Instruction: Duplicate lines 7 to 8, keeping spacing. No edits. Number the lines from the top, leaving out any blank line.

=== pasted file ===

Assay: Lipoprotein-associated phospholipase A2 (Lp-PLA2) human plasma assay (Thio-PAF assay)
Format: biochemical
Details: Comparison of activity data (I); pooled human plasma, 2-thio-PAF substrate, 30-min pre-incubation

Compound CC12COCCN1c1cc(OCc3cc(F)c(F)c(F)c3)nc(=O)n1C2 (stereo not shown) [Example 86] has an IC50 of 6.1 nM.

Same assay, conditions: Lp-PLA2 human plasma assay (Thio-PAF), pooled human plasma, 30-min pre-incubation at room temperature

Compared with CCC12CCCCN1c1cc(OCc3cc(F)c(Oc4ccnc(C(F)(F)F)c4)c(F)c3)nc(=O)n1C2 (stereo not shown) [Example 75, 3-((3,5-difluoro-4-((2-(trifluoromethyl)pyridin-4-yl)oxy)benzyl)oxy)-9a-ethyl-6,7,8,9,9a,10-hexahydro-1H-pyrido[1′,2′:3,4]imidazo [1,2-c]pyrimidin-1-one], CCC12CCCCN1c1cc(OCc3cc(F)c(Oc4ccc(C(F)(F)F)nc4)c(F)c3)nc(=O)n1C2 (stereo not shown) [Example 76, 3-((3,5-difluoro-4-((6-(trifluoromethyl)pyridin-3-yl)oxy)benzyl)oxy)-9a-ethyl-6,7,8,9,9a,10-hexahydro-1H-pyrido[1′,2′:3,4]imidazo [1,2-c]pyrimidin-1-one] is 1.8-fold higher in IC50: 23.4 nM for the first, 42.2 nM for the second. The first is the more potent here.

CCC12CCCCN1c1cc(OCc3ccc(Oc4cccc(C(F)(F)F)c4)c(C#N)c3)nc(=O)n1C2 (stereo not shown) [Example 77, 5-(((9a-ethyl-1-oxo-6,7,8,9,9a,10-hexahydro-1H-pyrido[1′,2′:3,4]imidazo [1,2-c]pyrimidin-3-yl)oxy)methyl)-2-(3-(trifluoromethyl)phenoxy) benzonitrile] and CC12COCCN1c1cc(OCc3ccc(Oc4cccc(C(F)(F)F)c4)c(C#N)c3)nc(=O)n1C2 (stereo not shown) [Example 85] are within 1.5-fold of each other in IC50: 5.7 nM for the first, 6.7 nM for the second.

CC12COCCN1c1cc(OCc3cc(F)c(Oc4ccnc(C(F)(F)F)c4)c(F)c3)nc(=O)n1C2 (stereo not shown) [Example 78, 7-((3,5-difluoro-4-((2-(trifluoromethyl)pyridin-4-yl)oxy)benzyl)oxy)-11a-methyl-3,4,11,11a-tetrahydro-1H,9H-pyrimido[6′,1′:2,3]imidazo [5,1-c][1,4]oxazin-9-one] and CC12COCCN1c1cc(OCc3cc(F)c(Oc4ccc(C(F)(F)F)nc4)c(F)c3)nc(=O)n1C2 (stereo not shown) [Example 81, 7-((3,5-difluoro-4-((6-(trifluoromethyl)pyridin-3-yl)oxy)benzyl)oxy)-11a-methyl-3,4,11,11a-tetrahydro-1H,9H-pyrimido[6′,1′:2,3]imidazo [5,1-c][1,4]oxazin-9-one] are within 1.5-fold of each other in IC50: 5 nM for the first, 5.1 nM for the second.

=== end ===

CCC12CCCCN1c1cc(OCc3ccc(Oc4cccc(C(F)(F)F)c4)c(C#N)c3)nc(=O)n1C2 (stereo not shown) [Example 77, 5-(((9a-ethyl-1-oxo-6,7,8,9,9a,10-hexahydro-1H-pyrido[1′,2′:3,4]imidazo [1,2-c]pyrimidin-3-yl)oxy)methyl)-2-(3-(trifluoromethyl)phenoxy) benzonitrile] and CC12COCCN1c1cc(OCc3ccc(Oc4cccc(C(F)(F)F)c4)c(C#N)c3)nc(=O)n1C2 (stereo not shown) [Example 85] are within 1.5-fold of each other in IC50: 5.7 nM for the first, 6.7 nM for the second.

CC12COCCN1c1cc(OCc3cc(F)c(Oc4ccnc(C(F)(F)F)c4)c(F)c3)nc(=O)n1C2 (stereo not shown) [Example 78, 7-((3,5-difluoro-4-((2-(trifluoromethyl)pyridin-4-yl)oxy)benzyl)oxy)-11a-methyl-3,4,11,11a-tetrahydro-1H,9H-pyrimido[6′,1′:2,3]imidazo [5,1-c][1,4]oxazin-9-one] and CC12COCCN1c1cc(OCc3cc(F)c(Oc4ccc(C(F)(F)F)nc4)c(F)c3)nc(=O)n1C2 (stereo not shown) [Example 81, 7-((3,5-difluoro-4-((6-(trifluoromethyl)pyridin-3-yl)oxy)benzyl)oxy)-11a-methyl-3,4,11,11a-tetrahydro-1H,9H-pyrimido[6′,1′:2,3]imidazo [5,1-c][1,4]oxazin-9-one] are within 1.5-fold of each other in IC50: 5 nM for the first, 5.1 nM for the second.